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NCJRS Abstract

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NCJ Number: 186627 Find in a Library
Title: Crime Prevention Through Sport and Physical Activity
Author(s): Margaret Cameron; Colin MacDougall
Editor(s): Adam Graycar
Date Published: 2000
Page Count: 6
Sponsoring Agency: Australian Institute of Criminology
Canberra ACT, 2601, Australia
Publication Number: ISBN 0-642-24183-X
Sale Source: Australian Institute of Criminology
GPO Box 2944
Canberra ACT, 2601,
Type: Program/Project Description
Format: Document
Language: English
Country: Australia
Annotation: Crime prevention is not the primary objective of sport and physical activities but it may be an extremely positive byproduct, and this paper examines a variety of sporting activities that appear to have kept young people in Australia out of trouble.
Abstract: The paper examines wilderness programs, programs in which young people participate and learn skills, and programs in which the sense of belonging reduces vandalism and develops other pro-social behaviors. Of particular interest are sports carnivals in Aboriginal communities. When the carnivals, organized and run by Aborigines, are held, they act as catalysts for social and traditional cohesion. Harmful behaviors such as petrol sniffing, heavy drinking, and violence are prohibited for the duration of the carnival, and the prohibitions hold in the short term. At another level, elite sporting clubs can reach out to their communities. The example discussed in the paper is the Liverpool Football Club in England, which has been successful in smoking cessation programs, coaching, truancy reduction, and even reducing the number of hoax calls to the local fire brigade. The programs described in the paper suggest it is possible to divert young people from offending behavior to engage in sport and other physical activities and show how the environment and infrastructure in communities can help make pro-social choices easier than anti-social choices. 38 references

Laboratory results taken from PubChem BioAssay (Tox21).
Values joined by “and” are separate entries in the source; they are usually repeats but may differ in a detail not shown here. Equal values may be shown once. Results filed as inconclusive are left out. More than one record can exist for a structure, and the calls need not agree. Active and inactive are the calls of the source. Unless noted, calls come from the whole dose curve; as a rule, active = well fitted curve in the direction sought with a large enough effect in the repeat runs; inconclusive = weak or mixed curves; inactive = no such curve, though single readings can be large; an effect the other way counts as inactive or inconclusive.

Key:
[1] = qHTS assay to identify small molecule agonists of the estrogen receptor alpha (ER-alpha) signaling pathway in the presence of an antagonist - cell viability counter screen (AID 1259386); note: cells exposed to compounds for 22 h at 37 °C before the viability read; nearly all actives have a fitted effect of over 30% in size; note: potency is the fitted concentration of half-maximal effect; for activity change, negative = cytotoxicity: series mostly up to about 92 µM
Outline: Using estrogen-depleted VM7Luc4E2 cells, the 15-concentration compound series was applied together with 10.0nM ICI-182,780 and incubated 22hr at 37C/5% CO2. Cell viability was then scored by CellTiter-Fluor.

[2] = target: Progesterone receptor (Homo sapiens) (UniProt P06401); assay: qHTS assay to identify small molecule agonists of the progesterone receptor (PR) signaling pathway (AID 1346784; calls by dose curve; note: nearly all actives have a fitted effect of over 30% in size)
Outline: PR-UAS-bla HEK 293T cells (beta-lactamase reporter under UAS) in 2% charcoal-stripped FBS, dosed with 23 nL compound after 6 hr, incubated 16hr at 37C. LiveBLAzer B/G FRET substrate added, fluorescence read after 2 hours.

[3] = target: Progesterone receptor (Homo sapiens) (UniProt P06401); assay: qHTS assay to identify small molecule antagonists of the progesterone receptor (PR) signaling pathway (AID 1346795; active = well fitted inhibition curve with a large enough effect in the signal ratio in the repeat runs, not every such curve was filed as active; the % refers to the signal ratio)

Main Term(s): Foreign crime prevention
Index Term(s): Aborigines; Australia; Crime in foreign countries; Crime prevention measures; England; Foreign juvenile delinquency; Foreign offenders; Juvenile delinquency prevention programs; Juvenile offenders; Recreation
Note: Australian Institute of Criminology Trends and Issues in Crime and Criminal Justice No. 165
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